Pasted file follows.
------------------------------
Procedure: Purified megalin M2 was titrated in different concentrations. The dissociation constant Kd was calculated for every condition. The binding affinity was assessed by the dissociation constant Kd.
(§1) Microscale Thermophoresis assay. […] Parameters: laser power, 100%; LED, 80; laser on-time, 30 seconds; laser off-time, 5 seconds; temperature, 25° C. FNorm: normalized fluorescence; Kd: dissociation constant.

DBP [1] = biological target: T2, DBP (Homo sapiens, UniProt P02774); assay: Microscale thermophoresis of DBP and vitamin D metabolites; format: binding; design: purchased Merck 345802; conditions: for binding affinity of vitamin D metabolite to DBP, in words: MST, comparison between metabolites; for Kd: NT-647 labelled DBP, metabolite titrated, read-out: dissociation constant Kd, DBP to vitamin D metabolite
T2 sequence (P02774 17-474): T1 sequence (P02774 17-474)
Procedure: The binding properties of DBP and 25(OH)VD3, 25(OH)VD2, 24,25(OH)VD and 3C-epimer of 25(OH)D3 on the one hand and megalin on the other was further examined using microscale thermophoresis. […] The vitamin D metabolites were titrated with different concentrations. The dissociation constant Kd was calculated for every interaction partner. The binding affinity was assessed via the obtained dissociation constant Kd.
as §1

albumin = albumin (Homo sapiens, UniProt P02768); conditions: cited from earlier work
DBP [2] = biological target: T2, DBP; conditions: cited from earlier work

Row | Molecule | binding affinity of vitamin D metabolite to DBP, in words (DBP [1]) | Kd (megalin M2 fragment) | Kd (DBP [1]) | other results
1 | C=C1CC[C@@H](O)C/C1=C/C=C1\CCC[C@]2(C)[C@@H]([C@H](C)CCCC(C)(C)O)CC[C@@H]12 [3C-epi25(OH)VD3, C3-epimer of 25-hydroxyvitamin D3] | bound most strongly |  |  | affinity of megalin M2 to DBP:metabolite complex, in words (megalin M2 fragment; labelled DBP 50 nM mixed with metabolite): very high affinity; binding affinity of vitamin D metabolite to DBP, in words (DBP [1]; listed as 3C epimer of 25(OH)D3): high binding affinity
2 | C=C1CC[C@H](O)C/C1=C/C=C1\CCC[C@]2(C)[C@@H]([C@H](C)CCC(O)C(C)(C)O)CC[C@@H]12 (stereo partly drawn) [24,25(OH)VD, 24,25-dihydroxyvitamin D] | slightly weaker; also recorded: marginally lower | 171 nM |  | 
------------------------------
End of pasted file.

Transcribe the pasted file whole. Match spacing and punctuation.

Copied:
Procedure: Purified megalin M2 was titrated in different concentrations. The dissociation constant Kd was calculated for every condition. The binding affinity was assessed by the dissociation constant Kd.
(§1) Microscale Thermophoresis assay. […] Parameters: laser power, 100%; LED, 80; laser on-time, 30 seconds; laser off-time, 5 seconds; temperature, 25° C. FNorm: normalized fluorescence; Kd: dissociation constant.

DBP [1] = biological target: T2, DBP (Homo sapiens, UniProt P02774); assay: Microscale thermophoresis of DBP and vitamin D metabolites; format: binding; design: purchased Merck 345802; conditions: for binding affinity of vitamin D metabolite to DBP, in words: MST, comparison between metabolites; for Kd: NT-647 labelled DBP, metabolite titrated, read-out: dissociation constant Kd, DBP to vitamin D metabolite
T2 sequence (P02774 17-474): T1 sequence (P02774 17-474)
Procedure: The binding properties of DBP and 25(OH)VD3, 25(OH)VD2, 24,25(OH)VD and 3C-epimer of 25(OH)D3 on the one hand and megalin on the other was further examined using microscale thermophoresis. […] The vitamin D metabolites were titrated with different concentrations. The dissociation constant Kd was calculated for every interaction partner. The binding affinity was assessed via the obtained dissociation constant Kd.
as §1

albumin = albumin (Homo sapiens, UniProt P02768); conditions: cited from earlier work
DBP [2] = biological target: T2, DBP; conditions: cited from earlier work

Row | Molecule | binding affinity of vitamin D metabolite to DBP, in words (DBP [1]) | Kd (megalin M2 fragment) | Kd (DBP [1]) | other results
1 | C=C1CC[C@@H](O)C/C1=C/C=C1\CCC[C@]2(C)[C@@H]([C@H](C)CCCC(C)(C)O)CC[C@@H]12 [3C-epi25(OH)VD3, C3-epimer of 25-hydroxyvitamin D3] | bound most strongly |  |  | affinity of megalin M2 to DBP:metabolite complex, in words (megalin M2 fragment; labelled DBP 50 nM mixed with metabolite): very high affinity; binding affinity of vitamin D metabolite to DBP, in words (DBP [1]; listed as 3C epimer of 25(OH)D3): high binding affinity
2 | C=C1CC[C@H](O)C/C1=C/C=C1\CCC[C@]2(C)[C@@H]([C@H](C)CCC(O)C(C)(C)O)CC[C@@H]12 (stereo partly drawn) [24,25(OH)VD, 24,25-dihydroxyvitamin D] | slightly weaker; also recorded: marginally lower | 171 nM |  | 